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Helping your children feel comfortable in both parents' homes

When parents divorce, they want their children's lives to be impacted as little as possible. Of course, there will be changes. A significant change is often the fact that they are splitting their time between their two parents' homes.

Whether your kids spend an equal amount of time in both homes or they're only in their non-custodial parent's home only on weekends and vacations, it's essential that they feel comfortable in both places.

For many kids, their bedroom is their sanctuary. It's the place where they can express themselves through decor, artwork, posters, toys, electronics and more. If you're able to provide your children with their own rooms in each house, that's great. If not, at least have special drawers in a shared bedroom just for them or give them a space where they can play, do arts and crafts and feel comfortable.

In an ideal scenario, both parents maintain just about everything a child needs in their home. This way they don't have to pack a suitcase full of clothes, toys, books and other items when they move from one house to the other. If you can't do that, try to minimize how much they have to carry with them.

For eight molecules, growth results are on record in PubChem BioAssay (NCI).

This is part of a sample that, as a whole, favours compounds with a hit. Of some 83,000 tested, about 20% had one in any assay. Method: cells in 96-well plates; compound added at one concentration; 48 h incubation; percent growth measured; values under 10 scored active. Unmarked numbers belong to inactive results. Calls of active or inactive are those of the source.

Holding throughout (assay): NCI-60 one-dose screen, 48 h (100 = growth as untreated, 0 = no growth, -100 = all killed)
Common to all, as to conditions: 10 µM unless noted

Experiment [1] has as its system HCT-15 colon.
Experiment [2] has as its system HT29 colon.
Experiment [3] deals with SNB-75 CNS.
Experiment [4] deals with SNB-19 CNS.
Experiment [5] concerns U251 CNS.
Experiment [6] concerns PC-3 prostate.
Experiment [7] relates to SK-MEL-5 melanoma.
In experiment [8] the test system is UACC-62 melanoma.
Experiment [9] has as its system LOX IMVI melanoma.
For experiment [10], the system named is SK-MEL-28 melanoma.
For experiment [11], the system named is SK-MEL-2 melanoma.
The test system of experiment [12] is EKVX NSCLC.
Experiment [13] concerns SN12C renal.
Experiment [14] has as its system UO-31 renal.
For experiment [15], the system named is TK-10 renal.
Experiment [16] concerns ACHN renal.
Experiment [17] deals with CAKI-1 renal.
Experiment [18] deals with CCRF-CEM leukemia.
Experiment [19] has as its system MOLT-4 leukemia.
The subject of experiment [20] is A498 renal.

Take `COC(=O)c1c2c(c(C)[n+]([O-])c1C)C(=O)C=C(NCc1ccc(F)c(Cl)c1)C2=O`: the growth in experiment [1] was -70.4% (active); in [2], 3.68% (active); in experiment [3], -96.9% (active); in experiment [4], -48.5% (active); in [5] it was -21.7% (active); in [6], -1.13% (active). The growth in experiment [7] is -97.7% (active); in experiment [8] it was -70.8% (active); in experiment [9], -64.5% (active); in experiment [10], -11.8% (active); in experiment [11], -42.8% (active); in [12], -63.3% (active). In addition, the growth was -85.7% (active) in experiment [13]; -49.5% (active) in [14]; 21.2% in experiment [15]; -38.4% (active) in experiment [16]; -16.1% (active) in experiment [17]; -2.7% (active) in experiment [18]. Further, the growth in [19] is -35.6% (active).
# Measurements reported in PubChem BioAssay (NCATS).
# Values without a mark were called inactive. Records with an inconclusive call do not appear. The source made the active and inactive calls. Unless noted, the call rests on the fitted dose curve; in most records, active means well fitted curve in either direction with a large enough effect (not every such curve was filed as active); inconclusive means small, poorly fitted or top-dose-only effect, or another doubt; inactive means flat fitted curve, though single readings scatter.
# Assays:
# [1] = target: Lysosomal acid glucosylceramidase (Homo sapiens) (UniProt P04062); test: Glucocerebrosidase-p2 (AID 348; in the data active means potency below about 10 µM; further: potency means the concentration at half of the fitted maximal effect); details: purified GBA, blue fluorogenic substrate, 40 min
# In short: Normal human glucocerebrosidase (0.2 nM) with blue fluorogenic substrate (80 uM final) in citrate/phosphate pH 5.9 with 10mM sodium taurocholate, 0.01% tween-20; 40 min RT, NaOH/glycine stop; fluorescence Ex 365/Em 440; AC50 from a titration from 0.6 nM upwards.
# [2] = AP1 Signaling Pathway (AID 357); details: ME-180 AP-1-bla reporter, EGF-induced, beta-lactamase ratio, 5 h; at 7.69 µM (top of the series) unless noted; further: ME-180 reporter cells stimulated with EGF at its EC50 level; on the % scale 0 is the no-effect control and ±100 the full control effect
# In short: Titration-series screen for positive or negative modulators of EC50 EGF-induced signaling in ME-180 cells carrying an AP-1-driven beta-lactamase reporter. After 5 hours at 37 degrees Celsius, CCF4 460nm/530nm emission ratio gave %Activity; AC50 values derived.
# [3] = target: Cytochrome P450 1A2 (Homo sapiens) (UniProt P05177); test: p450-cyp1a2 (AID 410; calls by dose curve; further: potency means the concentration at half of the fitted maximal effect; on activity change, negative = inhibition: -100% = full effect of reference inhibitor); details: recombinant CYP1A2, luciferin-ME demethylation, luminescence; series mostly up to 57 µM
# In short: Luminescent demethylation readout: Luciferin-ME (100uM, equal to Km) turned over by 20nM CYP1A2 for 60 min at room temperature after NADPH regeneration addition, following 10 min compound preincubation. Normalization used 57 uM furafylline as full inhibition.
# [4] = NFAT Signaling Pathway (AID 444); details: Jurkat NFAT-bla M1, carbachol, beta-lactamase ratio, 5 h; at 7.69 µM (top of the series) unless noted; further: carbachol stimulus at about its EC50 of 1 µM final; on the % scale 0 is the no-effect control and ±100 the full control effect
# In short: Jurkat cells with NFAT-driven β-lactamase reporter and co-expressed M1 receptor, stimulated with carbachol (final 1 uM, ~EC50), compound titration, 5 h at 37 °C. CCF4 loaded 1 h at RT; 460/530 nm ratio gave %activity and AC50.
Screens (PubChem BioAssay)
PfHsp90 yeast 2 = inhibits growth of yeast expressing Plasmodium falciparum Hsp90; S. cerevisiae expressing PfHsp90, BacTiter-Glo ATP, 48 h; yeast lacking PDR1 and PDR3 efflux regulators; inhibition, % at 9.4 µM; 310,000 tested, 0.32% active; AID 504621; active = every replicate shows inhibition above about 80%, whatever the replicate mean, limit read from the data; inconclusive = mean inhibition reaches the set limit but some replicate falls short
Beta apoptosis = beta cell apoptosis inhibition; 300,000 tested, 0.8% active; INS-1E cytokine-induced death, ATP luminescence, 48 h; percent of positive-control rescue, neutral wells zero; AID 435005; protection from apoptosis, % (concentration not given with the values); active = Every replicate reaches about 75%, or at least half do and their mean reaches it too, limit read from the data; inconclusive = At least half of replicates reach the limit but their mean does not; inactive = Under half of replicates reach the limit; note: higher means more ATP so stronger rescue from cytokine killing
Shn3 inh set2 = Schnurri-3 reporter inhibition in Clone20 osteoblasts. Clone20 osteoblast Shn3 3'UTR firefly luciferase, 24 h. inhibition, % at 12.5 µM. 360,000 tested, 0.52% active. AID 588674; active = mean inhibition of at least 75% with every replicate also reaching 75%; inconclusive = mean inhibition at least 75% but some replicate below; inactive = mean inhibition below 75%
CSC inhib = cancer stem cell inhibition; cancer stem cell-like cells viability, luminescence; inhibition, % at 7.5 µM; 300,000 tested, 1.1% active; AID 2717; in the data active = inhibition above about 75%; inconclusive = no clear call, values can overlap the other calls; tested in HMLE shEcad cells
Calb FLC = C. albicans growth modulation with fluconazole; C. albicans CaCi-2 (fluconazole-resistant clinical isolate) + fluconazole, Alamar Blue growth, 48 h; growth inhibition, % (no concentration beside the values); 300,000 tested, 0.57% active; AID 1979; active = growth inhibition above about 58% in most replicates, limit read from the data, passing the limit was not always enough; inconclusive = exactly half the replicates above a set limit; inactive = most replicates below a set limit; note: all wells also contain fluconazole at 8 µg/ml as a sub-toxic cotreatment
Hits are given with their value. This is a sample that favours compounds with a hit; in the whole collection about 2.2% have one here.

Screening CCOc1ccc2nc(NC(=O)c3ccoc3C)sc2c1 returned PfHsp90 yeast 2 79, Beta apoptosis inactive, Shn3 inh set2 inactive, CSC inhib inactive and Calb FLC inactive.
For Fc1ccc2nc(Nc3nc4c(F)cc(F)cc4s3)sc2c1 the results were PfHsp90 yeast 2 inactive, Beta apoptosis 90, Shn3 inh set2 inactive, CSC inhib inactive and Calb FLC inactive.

Keep transitions smooth and positive so that your kids don't dread them. This is not the time to confront your ex with whatever issues you currently have with him or her. Arrange a scheduled time each day when you will talk or video chat, but don't constantly be checking in and disturbing your children's time with your co-parent.

Let your kids know that they can talk to you about their time with their other parent without making you feel bad. Don't express anger, jealousy or negativity toward your co-parent to your children no matter what you feel. Kids generally want to feel that their parents are still united in caring for them and they can get along at least amicably.

If your child is experiencing difficulty dealing with these transitions from one home to another, it's always best if you can work with your co-parent to resolve the issues. If you can't, your family law attorney may be able to recommend changes to your parenting plan that can make things easier for your children.

Source: Our Family Wizard, "7 Ways to Help Your Kids Live Happily in Two Houses," accessed July 27, 2017

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